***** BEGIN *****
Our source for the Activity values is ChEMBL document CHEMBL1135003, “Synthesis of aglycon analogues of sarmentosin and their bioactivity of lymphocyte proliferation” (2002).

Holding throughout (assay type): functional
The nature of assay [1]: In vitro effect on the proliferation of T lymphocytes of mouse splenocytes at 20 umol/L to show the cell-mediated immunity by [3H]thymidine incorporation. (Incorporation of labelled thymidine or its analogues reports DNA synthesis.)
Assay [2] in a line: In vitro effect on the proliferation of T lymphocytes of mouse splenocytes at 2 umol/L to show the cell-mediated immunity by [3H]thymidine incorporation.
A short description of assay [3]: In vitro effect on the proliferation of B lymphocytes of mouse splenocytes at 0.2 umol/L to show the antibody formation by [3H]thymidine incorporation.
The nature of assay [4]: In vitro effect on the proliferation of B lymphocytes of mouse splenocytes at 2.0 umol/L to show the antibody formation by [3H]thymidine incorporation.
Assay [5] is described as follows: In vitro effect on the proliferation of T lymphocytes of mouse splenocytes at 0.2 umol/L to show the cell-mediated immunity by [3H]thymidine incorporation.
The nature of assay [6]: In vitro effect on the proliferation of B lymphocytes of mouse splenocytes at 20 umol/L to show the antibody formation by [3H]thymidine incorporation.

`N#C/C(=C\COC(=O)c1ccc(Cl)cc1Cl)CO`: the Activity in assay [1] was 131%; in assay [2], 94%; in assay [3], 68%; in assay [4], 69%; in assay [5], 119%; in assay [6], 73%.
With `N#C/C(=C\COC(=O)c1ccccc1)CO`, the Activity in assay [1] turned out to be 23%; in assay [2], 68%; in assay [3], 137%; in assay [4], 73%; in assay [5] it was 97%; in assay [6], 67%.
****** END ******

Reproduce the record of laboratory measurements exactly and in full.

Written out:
Our source for the Activity values is ChEMBL document CHEMBL1135003, “Synthesis of aglycon analogues of sarmentosin and their bioactivity of lymphocyte proliferation” (2002).

Holding throughout (assay type): functional
The nature of assay [1]: In vitro effect on the proliferation of T lymphocytes of mouse splenocytes at 20 umol/L to show the cell-mediated immunity by [3H]thymidine incorporation. (Incorporation of labelled thymidine or its analogues reports DNA synthesis.)
Assay [2] in a line: In vitro effect on the proliferation of T lymphocytes of mouse splenocytes at 2 umol/L to show the cell-mediated immunity by [3H]thymidine incorporation.
A short description of assay [3]: In vitro effect on the proliferation of B lymphocytes of mouse splenocytes at 0.2 umol/L to show the antibody formation by [3H]thymidine incorporation.
The nature of assay [4]: In vitro effect on the proliferation of B lymphocytes of mouse splenocytes at 2.0 umol/L to show the antibody formation by [3H]thymidine incorporation.
Assay [5] is described as follows: In vitro effect on the proliferation of T lymphocytes of mouse splenocytes at 0.2 umol/L to show the cell-mediated immunity by [3H]thymidine incorporation.
The nature of assay [6]: In vitro effect on the proliferation of B lymphocytes of mouse splenocytes at 20 umol/L to show the antibody formation by [3H]thymidine incorporation.

`N#C/C(=C\COC(=O)c1ccc(Cl)cc1Cl)CO`: the Activity in assay [1] was 131%; in assay [2], 94%; in assay [3], 68%; in assay [4], 69%; in assay [5], 119%; in assay [6], 73%.
With `N#C/C(=C\COC(=O)c1ccccc1)CO`, the Activity in assay [1] turned out to be 23%; in assay [2], 68%; in assay [3], 137%; in assay [4], 73%; in assay [5] it was 97%; in assay [6], 67%.